At his confirmation hearing, former ExxonMobil chief executive Rex Tillerson said he would review the details of Colombia’s recent peace agreement, and determine the extent to which the United States should continue to support it.
In Tillerson's opinion, the U.S. interests were better served during the military collaboration of Plan Colombia rather than when Colombia strived toward peace after decades of armed conflict.
He added, "Plan Colombia has made a dramatic difference and can be considered a foreign policy success for both the United States and for Colombia."
"Colombia is, I believe, one of our closest allies in the hemisphere, and an important trading partner. If confirmed, I would make every effort to continue our close cooperation with the Colombian government, holding them to their commitments to rein in drug production and trafficking," he said.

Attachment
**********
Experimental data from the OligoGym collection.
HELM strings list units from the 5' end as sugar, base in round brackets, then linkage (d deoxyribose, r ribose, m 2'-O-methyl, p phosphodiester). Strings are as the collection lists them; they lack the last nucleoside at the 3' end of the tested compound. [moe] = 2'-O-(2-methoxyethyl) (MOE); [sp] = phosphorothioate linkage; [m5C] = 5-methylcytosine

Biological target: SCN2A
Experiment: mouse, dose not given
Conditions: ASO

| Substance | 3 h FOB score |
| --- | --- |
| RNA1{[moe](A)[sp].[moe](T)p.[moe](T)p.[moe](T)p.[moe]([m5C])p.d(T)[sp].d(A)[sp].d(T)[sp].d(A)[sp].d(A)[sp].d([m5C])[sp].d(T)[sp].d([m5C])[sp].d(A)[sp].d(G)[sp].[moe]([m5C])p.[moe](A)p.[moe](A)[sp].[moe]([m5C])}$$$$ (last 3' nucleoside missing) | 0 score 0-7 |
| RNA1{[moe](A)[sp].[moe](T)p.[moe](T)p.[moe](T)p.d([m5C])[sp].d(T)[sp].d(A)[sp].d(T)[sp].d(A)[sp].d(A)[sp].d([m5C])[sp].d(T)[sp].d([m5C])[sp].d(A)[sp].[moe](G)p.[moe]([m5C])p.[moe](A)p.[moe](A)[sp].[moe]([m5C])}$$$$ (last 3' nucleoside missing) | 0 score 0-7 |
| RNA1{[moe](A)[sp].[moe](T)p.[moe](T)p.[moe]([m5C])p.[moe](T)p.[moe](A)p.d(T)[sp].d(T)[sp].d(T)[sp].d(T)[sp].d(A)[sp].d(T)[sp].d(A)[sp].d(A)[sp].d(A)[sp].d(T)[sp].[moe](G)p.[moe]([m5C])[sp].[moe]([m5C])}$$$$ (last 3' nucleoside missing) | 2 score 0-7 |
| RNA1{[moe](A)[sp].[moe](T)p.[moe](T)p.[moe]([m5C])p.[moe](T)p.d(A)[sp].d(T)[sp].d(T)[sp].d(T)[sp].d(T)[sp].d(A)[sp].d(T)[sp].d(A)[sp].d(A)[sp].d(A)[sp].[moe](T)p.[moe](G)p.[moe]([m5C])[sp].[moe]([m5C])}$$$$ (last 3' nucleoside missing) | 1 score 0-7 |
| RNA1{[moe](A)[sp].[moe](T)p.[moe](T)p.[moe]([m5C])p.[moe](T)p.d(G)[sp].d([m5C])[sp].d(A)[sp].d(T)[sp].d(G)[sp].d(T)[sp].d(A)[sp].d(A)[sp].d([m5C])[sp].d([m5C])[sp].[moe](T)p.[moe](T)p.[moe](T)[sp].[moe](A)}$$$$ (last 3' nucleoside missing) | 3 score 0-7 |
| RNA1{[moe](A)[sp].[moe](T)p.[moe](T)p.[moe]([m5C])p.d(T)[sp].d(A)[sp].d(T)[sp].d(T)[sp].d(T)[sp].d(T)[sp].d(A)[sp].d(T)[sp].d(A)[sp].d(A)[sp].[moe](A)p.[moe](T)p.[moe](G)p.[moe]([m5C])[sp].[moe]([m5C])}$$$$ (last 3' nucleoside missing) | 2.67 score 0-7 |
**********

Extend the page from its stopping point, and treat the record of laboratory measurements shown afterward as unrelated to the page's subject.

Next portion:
Plan Colombia was a counterinsurgency military aid package launched by U.S. President Bill Clinton in 1999. Cloaked as a counternarcotics operation, its legacy has been massacres, mass graves and death squads.
The United States' contribution of military personnel and billions of dollars to fight Colombia's drug trade and contribute to security to counter the internal conflict with rebel guerrillas has coincided with an increase in violence and an unfettered militarization — conspicuous as some three-quarters of Plan Colombia’s aid money went toward funding the military and local police.
While Tillerson still needs to be confirmed by the full Senate, he was confirmed by a Senate committee Monday.
Tillerson also hinted that he would roll back the historic thaw in frozen U.S.-Cuba relations launched under Obama, a position that Trump has often repeated, arguing that the U.S. should demand a better "deal" from Cuba.